An anxious quiet falls over U.S. troops at the front WAR IN THE GULF

February 24, 1991|By Dan Fesperman | Dan Fesperman,Sun Staff Correspondent

DHAHRAN, Saudi Arabia -- Some drew up wills. Others sought out the chaplain.

But a soldier who turned to poetry may have best summed up the feelings of front-line U.S. troops as the beginning of an allied ground attack approached:

"We pray and talk, all of us as one.

Believing that the end of this will come.

"Be brave, be strong" is all we hear.

When all we really feel is fear.

Those words, from Spec. Ginny D. Thomas, 29, of Albuquerque, N.M, typified the mood of anxious quiet that has taken hold of many units in the past few days.

For Kirk Alcorn, a 23-year-old armored-vehicle gunner from Green Cove Springs, Fla., the most haunting image is a big berm of sand and rock that stretches down the Iraqi and Kuwaiti borders.

Although armored units with mine-clearing plows and bulldozers have knocked passages through these barriers, the berm remains a psychological barrier for Mr. Alcorn.

"That will be the most tense part of moving forward for me," he said. "What's going to hit me at the berm? The image I had in my mind was the huge ominous mound of dirt that would cause us headaches."

For many others, it is the prospect of weathering a chemical attack that has kept them tossing in sleeping bags as the thud of bombs has echoed from a few miles to the north.

Master Sgt. Tommy Harris, 41, of Newnan, Ga., says the fear is greater than anything he felt while patrolling the jungles of Vietnam in 1968.

Sergeant Harris, a reserve soldier activated for duty in the gulf, said, "In Vietnam I knew my greatest danger was a person, face-to-face, who had a rifle. Here you have chemicals, artillery and possibly nuclear weapons."

With such thoughts on soldiers' minds, traffic in and out of chaplains' tents has picked up much as the traffic of supply transports now clogs the roads to the front.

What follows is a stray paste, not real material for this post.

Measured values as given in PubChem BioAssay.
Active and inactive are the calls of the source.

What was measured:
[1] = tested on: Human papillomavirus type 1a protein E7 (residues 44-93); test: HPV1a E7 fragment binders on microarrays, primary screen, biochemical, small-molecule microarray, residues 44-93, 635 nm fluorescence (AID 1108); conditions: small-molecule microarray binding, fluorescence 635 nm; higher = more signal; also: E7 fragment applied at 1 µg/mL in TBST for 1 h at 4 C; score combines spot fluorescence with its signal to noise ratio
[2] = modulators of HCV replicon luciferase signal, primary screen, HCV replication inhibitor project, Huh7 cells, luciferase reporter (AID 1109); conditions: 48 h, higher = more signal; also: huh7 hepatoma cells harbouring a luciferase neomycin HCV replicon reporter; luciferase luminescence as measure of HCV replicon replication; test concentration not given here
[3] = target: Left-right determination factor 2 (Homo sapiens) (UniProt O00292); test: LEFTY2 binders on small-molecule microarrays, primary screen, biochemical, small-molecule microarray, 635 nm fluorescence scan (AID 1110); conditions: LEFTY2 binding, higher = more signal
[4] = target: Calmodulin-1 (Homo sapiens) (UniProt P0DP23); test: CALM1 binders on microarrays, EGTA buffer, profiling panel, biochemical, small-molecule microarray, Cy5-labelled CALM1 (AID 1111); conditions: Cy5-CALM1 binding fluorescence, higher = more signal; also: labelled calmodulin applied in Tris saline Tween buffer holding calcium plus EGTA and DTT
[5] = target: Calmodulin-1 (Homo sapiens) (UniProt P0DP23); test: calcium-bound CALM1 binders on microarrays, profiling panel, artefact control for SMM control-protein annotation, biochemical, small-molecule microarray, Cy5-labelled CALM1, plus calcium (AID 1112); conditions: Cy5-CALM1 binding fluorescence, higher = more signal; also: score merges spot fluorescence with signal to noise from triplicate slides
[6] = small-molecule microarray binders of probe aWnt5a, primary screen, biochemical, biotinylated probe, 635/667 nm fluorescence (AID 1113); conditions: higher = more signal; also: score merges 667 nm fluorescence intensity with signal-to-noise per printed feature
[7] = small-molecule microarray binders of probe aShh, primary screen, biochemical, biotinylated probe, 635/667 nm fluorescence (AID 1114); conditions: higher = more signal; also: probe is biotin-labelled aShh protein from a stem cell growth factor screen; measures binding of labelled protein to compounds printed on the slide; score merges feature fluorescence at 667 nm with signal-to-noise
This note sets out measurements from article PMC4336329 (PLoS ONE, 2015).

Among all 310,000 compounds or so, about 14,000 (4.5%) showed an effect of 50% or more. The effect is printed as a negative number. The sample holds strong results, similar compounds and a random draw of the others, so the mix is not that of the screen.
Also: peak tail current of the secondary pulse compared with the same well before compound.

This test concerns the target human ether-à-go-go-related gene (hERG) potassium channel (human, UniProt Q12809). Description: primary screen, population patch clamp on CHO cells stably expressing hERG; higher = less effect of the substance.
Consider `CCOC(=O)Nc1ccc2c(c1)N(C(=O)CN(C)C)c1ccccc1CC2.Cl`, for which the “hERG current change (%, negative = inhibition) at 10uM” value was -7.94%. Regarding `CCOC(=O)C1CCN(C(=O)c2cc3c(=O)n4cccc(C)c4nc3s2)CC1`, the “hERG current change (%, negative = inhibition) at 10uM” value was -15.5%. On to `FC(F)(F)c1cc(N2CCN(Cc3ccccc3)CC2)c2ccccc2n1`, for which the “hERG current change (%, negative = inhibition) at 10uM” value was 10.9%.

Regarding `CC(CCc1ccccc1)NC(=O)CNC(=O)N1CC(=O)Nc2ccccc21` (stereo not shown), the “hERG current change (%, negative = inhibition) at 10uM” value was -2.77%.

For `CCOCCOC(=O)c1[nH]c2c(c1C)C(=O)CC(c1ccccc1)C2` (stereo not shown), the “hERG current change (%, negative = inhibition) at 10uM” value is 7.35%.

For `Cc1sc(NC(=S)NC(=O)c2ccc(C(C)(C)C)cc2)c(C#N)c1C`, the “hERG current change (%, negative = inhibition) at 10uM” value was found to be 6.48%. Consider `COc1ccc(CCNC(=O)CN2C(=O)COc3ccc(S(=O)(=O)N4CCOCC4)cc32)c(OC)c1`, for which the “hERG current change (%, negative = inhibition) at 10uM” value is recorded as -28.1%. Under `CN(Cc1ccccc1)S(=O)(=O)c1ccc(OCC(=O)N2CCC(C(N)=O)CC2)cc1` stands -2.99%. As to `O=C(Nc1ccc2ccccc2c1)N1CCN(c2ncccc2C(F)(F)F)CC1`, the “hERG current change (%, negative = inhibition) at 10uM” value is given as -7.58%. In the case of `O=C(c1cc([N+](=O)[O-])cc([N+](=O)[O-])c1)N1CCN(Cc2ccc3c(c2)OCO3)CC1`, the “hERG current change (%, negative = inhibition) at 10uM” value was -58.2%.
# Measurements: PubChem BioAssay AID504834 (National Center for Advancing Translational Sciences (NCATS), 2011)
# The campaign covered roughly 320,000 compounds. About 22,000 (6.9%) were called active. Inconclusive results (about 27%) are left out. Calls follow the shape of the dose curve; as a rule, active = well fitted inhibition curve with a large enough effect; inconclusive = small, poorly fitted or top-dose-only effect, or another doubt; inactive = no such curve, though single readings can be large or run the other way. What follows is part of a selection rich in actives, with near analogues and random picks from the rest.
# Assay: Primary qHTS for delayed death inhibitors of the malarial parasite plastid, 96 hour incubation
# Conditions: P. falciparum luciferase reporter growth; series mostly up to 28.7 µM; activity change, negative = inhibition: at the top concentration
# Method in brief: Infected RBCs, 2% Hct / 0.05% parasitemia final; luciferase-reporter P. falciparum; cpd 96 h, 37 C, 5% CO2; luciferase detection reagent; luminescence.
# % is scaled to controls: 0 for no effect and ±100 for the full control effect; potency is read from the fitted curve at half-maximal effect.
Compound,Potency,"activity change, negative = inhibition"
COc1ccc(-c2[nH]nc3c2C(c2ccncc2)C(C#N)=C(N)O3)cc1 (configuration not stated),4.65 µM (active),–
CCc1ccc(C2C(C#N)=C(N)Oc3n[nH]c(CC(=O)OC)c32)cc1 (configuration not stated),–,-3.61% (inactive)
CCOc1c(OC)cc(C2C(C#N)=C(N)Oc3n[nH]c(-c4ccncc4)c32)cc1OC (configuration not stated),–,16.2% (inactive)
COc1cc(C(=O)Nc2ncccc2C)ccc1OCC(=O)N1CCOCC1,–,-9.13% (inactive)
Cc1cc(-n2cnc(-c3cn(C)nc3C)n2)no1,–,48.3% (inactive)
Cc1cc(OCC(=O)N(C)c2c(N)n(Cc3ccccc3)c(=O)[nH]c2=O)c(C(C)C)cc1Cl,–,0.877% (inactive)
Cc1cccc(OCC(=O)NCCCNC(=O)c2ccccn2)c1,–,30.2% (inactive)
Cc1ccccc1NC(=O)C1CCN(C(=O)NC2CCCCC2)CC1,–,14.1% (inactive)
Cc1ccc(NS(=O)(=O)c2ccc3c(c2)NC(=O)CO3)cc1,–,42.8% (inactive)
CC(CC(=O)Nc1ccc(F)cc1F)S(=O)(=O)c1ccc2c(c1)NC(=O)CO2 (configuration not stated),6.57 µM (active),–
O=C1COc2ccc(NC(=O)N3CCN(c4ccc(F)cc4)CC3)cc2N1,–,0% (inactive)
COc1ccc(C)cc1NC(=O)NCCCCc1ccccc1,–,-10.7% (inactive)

In one Marine unit, a colonel in a front-line position described his mood by reciting the 23rd Psalm in its entirety.

This turn to religion hasn't been entirely a matter of self-preservation. As the weeks of allied air assaults have rolled by, infantry soldiers have become increasingly sympathetic toward the Iraqi soldiers enduring almost non-stop pounding.

Maj. Lawrence Krause, a Protestant chaplain from Elmira, N.Y., said soldiers have begun asking him to include those Iraqis in his prayers.

But the troops have little sympathy -- or patience -- for the world's would-be peacemakers.

"I can't take this emotional roller coaster," said one Marine sergeant. "It's peace in the morning and war at night."

"We should have started the ground war sooner," said 1st Lt. Charles Hoskinson, of Greenville, N.C. "It's inevitable. He's not going to withdraw. He will never withdraw. There is no other way."

But others aren't as eager for combat.

The Second Marine Division's Brig. Gen. Russ Sutton, who lost ** an eye fighting in Vietnam, said: "I don't think anyone who's experienced war is hoping for it. Of those who are, it's nothing more than bravado."

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